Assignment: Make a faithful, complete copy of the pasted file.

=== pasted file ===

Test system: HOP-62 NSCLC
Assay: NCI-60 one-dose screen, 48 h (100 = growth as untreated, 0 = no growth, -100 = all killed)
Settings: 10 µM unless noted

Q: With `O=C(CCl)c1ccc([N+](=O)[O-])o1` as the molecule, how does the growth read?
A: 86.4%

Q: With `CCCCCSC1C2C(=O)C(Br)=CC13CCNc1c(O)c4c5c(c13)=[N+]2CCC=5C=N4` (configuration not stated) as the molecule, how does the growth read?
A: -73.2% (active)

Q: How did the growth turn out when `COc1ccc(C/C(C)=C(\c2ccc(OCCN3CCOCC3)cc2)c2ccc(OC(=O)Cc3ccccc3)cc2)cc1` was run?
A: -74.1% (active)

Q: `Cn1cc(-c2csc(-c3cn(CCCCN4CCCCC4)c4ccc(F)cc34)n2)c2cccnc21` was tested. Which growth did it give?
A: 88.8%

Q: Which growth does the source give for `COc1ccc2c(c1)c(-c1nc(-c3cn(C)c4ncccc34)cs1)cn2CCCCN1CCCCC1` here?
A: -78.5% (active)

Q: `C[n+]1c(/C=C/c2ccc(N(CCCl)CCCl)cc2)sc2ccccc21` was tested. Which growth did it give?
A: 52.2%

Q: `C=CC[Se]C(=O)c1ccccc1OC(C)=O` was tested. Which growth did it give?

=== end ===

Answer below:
Test system: HOP-62 NSCLC
Assay: NCI-60 one-dose screen, 48 h (100 = growth as untreated, 0 = no growth, -100 = all killed)
Settings: 10 µM unless noted

Q: With `O=C(CCl)c1ccc([N+](=O)[O-])o1` as the molecule, how does the growth read?
A: 86.4%

Q: With `CCCCCSC1C2C(=O)C(Br)=CC13CCNc1c(O)c4c5c(c13)=[N+]2CCC=5C=N4` (configuration not stated) as the molecule, how does the growth read?
A: -73.2% (active)

Q: How did the growth turn out when `COc1ccc(C/C(C)=C(\c2ccc(OCCN3CCOCC3)cc2)c2ccc(OC(=O)Cc3ccccc3)cc2)cc1` was run?
A: -74.1% (active)

Q: `Cn1cc(-c2csc(-c3cn(CCCCN4CCCCC4)c4ccc(F)cc34)n2)c2cccnc21` was tested. Which growth did it give?
A: 88.8%

Q: Which growth does the source give for `COc1ccc2c(c1)c(-c1nc(-c3cn(C)c4ncccc34)cs1)cn2CCCCN1CCCCC1` here?
A: -78.5% (active)

Q: `C[n+]1c(/C=C/c2ccc(N(CCCl)CCCl)cc2)sc2ccccc21` was tested. Which growth did it give?
A: 52.2%

Q: `C=CC[Se]C(=O)c1ccccc1OC(C)=O` was tested. Which growth did it give?